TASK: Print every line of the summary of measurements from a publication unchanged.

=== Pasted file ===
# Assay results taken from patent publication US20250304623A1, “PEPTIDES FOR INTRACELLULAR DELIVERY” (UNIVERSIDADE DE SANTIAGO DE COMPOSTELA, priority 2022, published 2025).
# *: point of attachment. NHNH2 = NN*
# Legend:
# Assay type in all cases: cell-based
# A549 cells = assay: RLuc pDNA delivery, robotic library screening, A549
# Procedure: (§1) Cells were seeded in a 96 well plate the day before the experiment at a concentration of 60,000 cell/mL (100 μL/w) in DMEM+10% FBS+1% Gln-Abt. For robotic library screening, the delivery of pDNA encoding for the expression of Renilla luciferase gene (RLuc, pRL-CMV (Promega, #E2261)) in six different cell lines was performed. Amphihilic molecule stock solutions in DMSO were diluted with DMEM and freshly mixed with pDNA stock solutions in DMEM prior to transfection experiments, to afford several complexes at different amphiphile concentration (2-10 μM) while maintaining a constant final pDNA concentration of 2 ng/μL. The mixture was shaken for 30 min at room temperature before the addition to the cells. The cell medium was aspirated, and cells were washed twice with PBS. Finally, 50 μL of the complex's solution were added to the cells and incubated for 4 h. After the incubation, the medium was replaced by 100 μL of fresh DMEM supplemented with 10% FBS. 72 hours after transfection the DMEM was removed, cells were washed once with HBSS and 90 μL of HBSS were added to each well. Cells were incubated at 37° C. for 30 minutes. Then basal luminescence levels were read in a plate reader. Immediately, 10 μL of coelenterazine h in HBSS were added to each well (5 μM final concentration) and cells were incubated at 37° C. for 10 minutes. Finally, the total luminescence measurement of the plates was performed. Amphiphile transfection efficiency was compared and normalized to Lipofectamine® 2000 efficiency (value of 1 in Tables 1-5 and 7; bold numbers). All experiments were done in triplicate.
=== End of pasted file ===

# Assay results taken from patent publication US20250304623A1, “PEPTIDES FOR INTRACELLULAR DELIVERY” (UNIVERSIDADE DE SANTIAGO DE COMPOSTELA, priority 2022, published 2025).
# *: point of attachment. NHNH2 = NN*
# Legend:
# Assay type in all cases: cell-based
# A549 cells = assay: RLuc pDNA delivery, robotic library screening, A549
# Procedure: (§1) Cells were seeded in a 96 well plate the day before the experiment at a concentration of 60,000 cell/mL (100 μL/w) in DMEM+10% FBS+1% Gln-Abt. For robotic library screening, the delivery of pDNA encoding for the expression of Renilla luciferase gene (RLuc, pRL-CMV (Promega, #E2261)) in six different cell lines was performed. Amphihilic molecule stock solutions in DMSO were diluted with DMEM and freshly mixed with pDNA stock solutions in DMEM prior to transfection experiments, to afford several complexes at different amphiphile concentration (2-10 μM) while maintaining a constant final pDNA concentration of 2 ng/μL. The mixture was shaken for 30 min at room temperature before the addition to the cells. The cell medium was aspirated, and cells were washed twice with PBS. Finally, 50 μL of the complex's solution were added to the cells and incubated for 4 h. After the incubation, the medium was replaced by 100 μL of fresh DMEM supplemented with 10% FBS. 72 hours after transfection the DMEM was removed, cells were washed once with HBSS and 90 μL of HBSS were added to each well. Cells were incubated at 37° C. for 30 minutes. Then basal luminescence levels were read in a plate reader. Immediately, 10 μL of coelenterazine h in HBSS were added to each well (5 μM final concentration) and cells were incubated at 37° C. for 10 minutes. Finally, the total luminescence measurement of the plates was performed. Amphiphile transfection efficiency was compared and normalized to Lipofectamine® 2000 efficiency (value of 1 in Tables 1-5 and 7; bold numbers). All experiments were done in triplicate.